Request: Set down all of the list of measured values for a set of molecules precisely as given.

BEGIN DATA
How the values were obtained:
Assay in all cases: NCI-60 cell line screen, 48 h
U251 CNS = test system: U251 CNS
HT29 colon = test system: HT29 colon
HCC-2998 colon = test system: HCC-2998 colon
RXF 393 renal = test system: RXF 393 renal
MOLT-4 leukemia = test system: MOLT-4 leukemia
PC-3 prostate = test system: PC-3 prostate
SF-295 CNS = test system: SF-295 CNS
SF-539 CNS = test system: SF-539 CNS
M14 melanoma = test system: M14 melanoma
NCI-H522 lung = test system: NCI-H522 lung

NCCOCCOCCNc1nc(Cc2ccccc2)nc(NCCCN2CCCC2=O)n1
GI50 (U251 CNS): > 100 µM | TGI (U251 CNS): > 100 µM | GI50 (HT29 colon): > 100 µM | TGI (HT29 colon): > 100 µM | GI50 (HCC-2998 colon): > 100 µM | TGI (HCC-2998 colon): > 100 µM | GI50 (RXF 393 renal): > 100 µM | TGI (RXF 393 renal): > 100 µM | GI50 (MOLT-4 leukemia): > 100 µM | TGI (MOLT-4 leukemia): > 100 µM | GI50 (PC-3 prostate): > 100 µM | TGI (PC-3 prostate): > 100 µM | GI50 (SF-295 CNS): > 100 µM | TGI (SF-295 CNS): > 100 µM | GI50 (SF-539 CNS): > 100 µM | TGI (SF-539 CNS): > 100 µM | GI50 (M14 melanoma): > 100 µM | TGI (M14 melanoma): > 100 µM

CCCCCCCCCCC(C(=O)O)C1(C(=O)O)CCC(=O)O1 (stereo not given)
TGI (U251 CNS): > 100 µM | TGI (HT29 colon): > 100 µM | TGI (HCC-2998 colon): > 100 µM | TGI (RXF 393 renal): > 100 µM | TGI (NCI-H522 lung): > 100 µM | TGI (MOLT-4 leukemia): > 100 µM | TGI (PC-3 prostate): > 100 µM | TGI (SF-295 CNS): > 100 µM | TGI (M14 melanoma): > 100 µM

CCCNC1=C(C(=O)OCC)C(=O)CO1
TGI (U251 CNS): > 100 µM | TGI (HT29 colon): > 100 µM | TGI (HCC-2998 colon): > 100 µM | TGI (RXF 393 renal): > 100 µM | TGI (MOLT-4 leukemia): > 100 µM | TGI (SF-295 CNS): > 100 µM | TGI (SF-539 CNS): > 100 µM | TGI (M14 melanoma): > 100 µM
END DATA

How the values were obtained:
Assay in all cases: NCI-60 cell line screen, 48 h
U251 CNS = test system: U251 CNS
HT29 colon = test system: HT29 colon
HCC-2998 colon = test system: HCC-2998 colon
RXF 393 renal = test system: RXF 393 renal
MOLT-4 leukemia = test system: MOLT-4 leukemia
PC-3 prostate = test system: PC-3 prostate
SF-295 CNS = test system: SF-295 CNS
SF-539 CNS = test system: SF-539 CNS
M14 melanoma = test system: M14 melanoma
NCI-H522 lung = test system: NCI-H522 lung

NCCOCCOCCNc1nc(Cc2ccccc2)nc(NCCCN2CCCC2=O)n1
GI50 (U251 CNS): > 100 µM | TGI (U251 CNS): > 100 µM | GI50 (HT29 colon): > 100 µM | TGI (HT29 colon): > 100 µM | GI50 (HCC-2998 colon): > 100 µM | TGI (HCC-2998 colon): > 100 µM | GI50 (RXF 393 renal): > 100 µM | TGI (RXF 393 renal): > 100 µM | GI50 (MOLT-4 leukemia): > 100 µM | TGI (MOLT-4 leukemia): > 100 µM | GI50 (PC-3 prostate): > 100 µM | TGI (PC-3 prostate): > 100 µM | GI50 (SF-295 CNS): > 100 µM | TGI (SF-295 CNS): > 100 µM | GI50 (SF-539 CNS): > 100 µM | TGI (SF-539 CNS): > 100 µM | GI50 (M14 melanoma): > 100 µM | TGI (M14 melanoma): > 100 µM

CCCCCCCCCCC(C(=O)O)C1(C(=O)O)CCC(=O)O1 (stereo not given)
TGI (U251 CNS): > 100 µM | TGI (HT29 colon): > 100 µM | TGI (HCC-2998 colon): > 100 µM | TGI (RXF 393 renal): > 100 µM | TGI (NCI-H522 lung): > 100 µM | TGI (MOLT-4 leukemia): > 100 µM | TGI (PC-3 prostate): > 100 µM | TGI (SF-295 CNS): > 100 µM | TGI (M14 melanoma): > 100 µM

CCCNC1=C(C(=O)OCC)C(=O)CO1
TGI (U251 CNS): > 100 µM | TGI (HT29 colon): > 100 µM | TGI (HCC-2998 colon): > 100 µM | TGI (RXF 393 renal): > 100 µM | TGI (MOLT-4 leukemia): > 100 µM | TGI (SF-295 CNS): > 100 µM | TGI (SF-539 CNS): > 100 µM | TGI (M14 melanoma): > 100 µM